Arizona business executive applauds end of travel limits between US, Mexico, Canada
PHOENIX – Arizona’s economic recovery from the pandemic will take another step forward when nonessential land travel between the United States and Mexico and Canada reopens in November.
“This is a huge deal for Arizona’s economy,” Arizona Chamber of Commerce and Industry CEO Danny Seiden told KTAR News 92.3 FM’s The Mike Broomhead Show on Wednesday, a few hours after President Joe Biden’s administration said it was ending a 19-month freeze due to the COVID-19 pandemic.
“The Arizona-Mexico Commission estimates that this type of travel nets Arizona about $6.8 million per day,” Seiden said.
Combined with Canadian spending in the state, that number could be closer to $10 million a day.
“It’s fantastic this is happening,” he said.
The new rules will allow fully vaccinated foreign nationals to enter the U.S. regardless of the reason for travel starting in early November, when a similar easing of restrictions is set to kick in for air travel into the country.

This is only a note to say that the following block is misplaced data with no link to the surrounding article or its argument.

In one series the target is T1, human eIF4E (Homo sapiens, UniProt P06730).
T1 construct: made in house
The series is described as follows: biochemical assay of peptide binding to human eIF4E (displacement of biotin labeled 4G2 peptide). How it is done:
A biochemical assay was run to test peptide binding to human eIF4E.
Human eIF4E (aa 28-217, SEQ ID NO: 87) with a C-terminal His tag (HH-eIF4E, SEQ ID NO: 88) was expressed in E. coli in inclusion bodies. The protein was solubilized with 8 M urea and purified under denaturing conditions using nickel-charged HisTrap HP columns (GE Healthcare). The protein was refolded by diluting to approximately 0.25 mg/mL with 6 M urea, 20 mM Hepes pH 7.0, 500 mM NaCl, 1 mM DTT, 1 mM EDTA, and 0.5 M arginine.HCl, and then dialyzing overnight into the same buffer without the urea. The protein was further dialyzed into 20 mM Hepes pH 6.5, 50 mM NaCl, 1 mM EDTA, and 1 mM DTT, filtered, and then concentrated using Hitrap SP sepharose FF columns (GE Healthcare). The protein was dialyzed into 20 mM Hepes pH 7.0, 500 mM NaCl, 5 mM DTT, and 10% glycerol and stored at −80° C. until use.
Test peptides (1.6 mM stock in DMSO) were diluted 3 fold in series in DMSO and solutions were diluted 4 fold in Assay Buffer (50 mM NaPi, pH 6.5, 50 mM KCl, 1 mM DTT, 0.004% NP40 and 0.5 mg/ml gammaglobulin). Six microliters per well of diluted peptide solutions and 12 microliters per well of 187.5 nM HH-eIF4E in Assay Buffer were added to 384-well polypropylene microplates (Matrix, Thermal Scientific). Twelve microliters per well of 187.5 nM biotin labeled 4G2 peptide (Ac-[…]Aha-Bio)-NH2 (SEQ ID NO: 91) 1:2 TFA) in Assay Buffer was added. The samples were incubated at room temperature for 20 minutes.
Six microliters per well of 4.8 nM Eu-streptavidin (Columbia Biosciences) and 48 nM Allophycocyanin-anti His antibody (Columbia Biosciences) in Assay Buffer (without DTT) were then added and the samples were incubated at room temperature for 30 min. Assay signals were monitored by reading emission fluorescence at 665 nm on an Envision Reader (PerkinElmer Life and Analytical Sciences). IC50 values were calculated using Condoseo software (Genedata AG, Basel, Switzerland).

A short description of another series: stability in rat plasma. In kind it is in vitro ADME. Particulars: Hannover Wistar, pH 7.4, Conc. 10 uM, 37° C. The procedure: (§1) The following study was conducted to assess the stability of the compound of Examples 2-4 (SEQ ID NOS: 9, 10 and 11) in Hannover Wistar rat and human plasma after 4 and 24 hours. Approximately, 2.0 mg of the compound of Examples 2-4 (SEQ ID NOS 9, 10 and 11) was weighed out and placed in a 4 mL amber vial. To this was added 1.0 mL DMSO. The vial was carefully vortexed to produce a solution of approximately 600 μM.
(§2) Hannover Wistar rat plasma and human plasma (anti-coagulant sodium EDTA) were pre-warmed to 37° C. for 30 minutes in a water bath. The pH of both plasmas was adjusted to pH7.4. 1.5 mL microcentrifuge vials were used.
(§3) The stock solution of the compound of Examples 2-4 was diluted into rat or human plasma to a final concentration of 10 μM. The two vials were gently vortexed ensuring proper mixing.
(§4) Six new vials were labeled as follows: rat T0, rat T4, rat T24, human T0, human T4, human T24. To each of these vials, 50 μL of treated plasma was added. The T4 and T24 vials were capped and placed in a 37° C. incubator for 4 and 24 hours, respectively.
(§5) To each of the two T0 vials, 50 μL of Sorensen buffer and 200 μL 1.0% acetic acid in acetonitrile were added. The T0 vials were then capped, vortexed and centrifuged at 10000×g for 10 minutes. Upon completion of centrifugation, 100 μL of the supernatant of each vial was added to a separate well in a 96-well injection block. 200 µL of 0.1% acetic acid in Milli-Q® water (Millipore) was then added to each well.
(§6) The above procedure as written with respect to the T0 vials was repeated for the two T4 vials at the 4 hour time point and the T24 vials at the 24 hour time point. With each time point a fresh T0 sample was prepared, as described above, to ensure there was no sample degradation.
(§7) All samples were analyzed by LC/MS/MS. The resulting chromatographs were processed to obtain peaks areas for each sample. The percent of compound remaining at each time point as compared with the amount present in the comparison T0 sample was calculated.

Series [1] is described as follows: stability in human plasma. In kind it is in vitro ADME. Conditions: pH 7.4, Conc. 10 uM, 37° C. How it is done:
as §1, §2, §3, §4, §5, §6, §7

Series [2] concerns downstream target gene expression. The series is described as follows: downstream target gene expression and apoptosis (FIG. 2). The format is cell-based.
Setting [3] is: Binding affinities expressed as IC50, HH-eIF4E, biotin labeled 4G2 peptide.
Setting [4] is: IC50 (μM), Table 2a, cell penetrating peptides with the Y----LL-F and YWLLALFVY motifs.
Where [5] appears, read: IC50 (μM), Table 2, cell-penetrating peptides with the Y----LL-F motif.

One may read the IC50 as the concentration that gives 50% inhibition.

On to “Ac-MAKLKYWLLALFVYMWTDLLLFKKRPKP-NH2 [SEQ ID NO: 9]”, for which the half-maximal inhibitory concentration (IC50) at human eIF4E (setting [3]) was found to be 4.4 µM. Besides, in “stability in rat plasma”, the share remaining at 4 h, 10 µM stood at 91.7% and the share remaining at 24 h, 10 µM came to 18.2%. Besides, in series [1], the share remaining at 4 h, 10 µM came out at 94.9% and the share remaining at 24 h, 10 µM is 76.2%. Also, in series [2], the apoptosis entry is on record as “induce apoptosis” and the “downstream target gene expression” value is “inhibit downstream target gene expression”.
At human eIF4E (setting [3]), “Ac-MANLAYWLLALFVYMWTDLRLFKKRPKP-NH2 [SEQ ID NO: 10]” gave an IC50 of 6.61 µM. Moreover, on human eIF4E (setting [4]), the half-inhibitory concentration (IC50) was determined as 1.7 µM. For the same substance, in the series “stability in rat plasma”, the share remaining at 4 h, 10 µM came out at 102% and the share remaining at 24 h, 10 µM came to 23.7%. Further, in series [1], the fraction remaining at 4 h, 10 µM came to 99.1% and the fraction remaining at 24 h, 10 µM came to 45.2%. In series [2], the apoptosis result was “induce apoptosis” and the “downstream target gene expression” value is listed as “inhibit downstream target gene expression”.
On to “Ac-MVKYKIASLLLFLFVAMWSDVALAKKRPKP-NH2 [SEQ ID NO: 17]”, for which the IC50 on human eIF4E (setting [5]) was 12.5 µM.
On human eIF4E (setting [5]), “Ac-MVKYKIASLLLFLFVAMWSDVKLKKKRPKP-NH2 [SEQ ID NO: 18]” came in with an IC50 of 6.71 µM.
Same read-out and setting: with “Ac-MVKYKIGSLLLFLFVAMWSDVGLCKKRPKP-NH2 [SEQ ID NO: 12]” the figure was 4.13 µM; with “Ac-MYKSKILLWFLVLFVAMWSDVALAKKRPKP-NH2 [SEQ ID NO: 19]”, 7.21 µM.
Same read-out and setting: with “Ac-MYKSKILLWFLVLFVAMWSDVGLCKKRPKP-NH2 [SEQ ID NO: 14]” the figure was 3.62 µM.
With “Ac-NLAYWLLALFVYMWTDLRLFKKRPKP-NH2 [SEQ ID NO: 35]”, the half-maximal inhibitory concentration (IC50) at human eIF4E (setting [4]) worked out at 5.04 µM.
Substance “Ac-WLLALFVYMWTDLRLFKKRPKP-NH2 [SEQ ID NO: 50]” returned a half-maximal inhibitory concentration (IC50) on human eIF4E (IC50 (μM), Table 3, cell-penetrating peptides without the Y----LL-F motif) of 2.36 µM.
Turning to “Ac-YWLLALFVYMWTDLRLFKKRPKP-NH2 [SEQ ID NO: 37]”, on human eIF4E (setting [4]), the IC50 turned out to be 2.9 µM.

By mid-January, even essential travelers seeking to enter the U.S., such as truck drivers, will need to be fully vaccinated.
Vehicle, rail and ferry travel between the U.S. and Canada and Mexico has been largely restricted to essential travel, such as trade, since the earliest days of the pandemic.
“If you’re a [southern] border retailer or restaurant or hotel … all crossings are essential,” Seiden said, adding, “The whole entire state is a retail destination for people from both Mexico and Canada.”
Travelers entering America by vehicle, rail and ferry will be asked about their vaccination status as part of the standard Customs and Border Protection admissions process. At officers’ discretion, travelers will have their proof of vaccination verified in a secondary screening process.
Unlike air travel, for which proof of a negative COVID-19 test is required before boarding a flight to enter the U.S., no testing will be required to enter the U.S. by land or sea, provided the travelers meet the vaccination requirement.
“There was never any reason explaining … why you could fly over but you couldn’t foot travel and why Americans could cross and Mexicans could not,” Seiden said.
Mexico has not put in place any COVID-19 entry procedures for travelers. Canada allows entry of fully-vaccinated individuals with proof of vaccination against COVID-19 as well as proof of a negative test conducted within 72 hours of entry to the country.
The Associated Press contributed to this report.